Ecclesiastes, Or The Preacher(Heb. Kohe-leth, assembler), one of the didactic books of the Old Testament canon, professing to be the words of the preacher, the son of David, king in Jerusalem. It contains allusions to the writer's riches, palaces, and parables, and its sententious style reminds one of the author of the Proverbs. Yet its diction is marked by Chal-daisms and linguistic usages which are thought not to have been introduced into the Hebrew language till about the period of the Babylonish captivity. The authorship of Eccle-siastes was attributed to Solomon by nearly all the rabbinic commentators and patristic writers; but in modern times this view has been relinquished by all the writers of the various liberal schools without exception, and even by theologians like Hengstenberg, Stuart, and Keil; in fact, no prominent theologian of the 19th century has defended it. According to Hengstenberg and Keil, the book was compiled in the time of Nehemiah; according to Hitzig, about 200 B. 0.; and according to Gratz, not until the Herodian time. Some entertain the opinion that its original form must have been a dialogue in which the sage carries on a discussion with a skeptic and a libertine.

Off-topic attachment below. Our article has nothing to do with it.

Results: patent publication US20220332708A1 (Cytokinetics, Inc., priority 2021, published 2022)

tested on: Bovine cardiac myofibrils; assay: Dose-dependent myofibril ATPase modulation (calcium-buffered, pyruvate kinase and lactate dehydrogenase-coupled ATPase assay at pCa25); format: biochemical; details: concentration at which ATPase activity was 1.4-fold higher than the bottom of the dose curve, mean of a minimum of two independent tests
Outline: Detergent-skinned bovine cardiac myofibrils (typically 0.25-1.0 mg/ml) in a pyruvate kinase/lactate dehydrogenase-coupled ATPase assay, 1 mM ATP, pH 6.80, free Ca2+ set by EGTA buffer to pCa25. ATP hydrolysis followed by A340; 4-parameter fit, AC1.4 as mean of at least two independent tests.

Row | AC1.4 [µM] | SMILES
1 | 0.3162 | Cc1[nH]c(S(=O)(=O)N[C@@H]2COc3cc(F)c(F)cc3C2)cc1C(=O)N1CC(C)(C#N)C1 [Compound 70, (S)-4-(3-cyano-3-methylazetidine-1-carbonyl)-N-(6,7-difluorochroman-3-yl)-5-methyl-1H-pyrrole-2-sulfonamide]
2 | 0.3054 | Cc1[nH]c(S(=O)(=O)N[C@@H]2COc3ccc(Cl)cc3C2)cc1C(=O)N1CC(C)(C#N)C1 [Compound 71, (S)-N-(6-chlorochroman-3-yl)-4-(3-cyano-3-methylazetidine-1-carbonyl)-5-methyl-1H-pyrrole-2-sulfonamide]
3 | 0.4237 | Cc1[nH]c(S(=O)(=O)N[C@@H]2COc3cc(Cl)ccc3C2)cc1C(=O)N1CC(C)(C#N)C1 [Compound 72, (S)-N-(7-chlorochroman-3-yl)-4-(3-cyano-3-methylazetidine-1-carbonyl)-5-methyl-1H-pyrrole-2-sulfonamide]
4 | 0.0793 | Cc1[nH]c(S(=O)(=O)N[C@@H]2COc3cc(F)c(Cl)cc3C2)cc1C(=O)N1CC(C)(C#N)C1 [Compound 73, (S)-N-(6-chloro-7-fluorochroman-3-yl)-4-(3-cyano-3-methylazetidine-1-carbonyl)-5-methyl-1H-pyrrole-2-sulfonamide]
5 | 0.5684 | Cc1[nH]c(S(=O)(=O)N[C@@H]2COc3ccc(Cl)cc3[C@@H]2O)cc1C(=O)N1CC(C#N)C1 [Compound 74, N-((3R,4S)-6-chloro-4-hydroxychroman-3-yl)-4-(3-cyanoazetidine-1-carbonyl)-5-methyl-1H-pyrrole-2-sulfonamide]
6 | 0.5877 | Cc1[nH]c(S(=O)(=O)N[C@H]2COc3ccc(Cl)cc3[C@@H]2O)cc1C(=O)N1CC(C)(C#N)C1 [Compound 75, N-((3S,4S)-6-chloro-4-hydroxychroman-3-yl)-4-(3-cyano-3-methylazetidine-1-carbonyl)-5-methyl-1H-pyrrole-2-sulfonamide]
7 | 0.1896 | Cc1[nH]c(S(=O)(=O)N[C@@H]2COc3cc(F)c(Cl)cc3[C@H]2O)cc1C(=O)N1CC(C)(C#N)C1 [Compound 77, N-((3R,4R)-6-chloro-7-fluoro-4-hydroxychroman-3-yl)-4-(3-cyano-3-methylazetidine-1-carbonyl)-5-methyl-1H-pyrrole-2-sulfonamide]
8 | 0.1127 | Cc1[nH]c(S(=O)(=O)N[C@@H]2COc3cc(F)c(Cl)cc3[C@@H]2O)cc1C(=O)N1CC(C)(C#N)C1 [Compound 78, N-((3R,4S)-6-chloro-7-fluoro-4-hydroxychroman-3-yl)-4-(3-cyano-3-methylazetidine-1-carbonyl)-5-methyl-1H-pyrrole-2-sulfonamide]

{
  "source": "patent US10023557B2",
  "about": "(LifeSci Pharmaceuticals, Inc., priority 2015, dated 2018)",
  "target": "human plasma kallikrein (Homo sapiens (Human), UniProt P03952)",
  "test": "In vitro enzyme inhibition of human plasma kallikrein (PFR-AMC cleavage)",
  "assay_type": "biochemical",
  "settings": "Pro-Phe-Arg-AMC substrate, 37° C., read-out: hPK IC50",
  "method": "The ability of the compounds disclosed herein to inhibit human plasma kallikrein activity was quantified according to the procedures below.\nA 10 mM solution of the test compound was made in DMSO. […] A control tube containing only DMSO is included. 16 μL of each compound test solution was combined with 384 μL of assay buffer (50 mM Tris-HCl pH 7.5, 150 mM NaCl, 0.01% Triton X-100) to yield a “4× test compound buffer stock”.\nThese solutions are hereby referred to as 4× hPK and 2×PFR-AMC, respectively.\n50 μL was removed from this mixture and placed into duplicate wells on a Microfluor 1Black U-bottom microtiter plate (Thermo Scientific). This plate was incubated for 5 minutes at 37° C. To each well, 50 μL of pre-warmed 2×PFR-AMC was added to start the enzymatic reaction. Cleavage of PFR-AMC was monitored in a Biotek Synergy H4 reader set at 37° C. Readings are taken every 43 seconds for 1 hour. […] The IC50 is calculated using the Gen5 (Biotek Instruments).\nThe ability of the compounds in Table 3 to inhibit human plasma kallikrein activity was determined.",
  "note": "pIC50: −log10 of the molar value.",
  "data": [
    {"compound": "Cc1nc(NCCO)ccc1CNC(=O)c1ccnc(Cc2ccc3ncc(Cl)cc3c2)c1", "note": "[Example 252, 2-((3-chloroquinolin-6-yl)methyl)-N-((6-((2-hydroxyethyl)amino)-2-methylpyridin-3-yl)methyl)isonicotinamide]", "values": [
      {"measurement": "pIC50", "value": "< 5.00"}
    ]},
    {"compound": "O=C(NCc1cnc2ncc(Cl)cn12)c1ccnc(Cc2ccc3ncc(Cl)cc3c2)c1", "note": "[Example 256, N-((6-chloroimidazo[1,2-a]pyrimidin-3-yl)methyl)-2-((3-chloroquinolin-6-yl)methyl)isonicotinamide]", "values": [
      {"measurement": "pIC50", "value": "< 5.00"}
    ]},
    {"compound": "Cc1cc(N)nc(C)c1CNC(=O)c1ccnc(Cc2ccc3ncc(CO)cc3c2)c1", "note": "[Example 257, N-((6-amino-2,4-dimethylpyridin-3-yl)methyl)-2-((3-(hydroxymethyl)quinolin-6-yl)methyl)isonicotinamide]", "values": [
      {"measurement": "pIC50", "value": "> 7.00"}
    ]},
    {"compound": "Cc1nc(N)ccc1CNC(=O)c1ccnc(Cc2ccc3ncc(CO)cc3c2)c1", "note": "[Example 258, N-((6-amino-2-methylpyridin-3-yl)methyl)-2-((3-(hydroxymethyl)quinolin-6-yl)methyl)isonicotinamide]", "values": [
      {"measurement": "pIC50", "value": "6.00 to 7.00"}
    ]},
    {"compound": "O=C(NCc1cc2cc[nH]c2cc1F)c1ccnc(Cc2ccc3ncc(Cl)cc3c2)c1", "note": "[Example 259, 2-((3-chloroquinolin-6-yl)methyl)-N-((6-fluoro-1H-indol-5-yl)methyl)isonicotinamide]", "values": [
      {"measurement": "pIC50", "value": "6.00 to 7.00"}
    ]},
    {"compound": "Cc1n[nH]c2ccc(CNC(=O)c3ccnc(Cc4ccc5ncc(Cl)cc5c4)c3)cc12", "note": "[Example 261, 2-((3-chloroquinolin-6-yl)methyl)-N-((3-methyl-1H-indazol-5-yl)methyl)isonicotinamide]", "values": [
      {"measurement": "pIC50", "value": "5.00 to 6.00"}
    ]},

Yet it is more commonly regarded as the monologue of a Hebrew moralizing on life and searching for the highest good, scanning the perversities and follies of man, and at length, after a review of the evidence, declaring the verdict that obedience to God is the only real and substantial good. - Among the best commentaries on this book are those of Knobel (1836), Hitzig (1847), Stuart (New York, 1851), Elster (1855), Vai-hinger (1858), Hengstenberg (1859; English translation, 1860), Ginsburg (London, 1861), Ewald (2d ed., 1867), and Gratz (1871).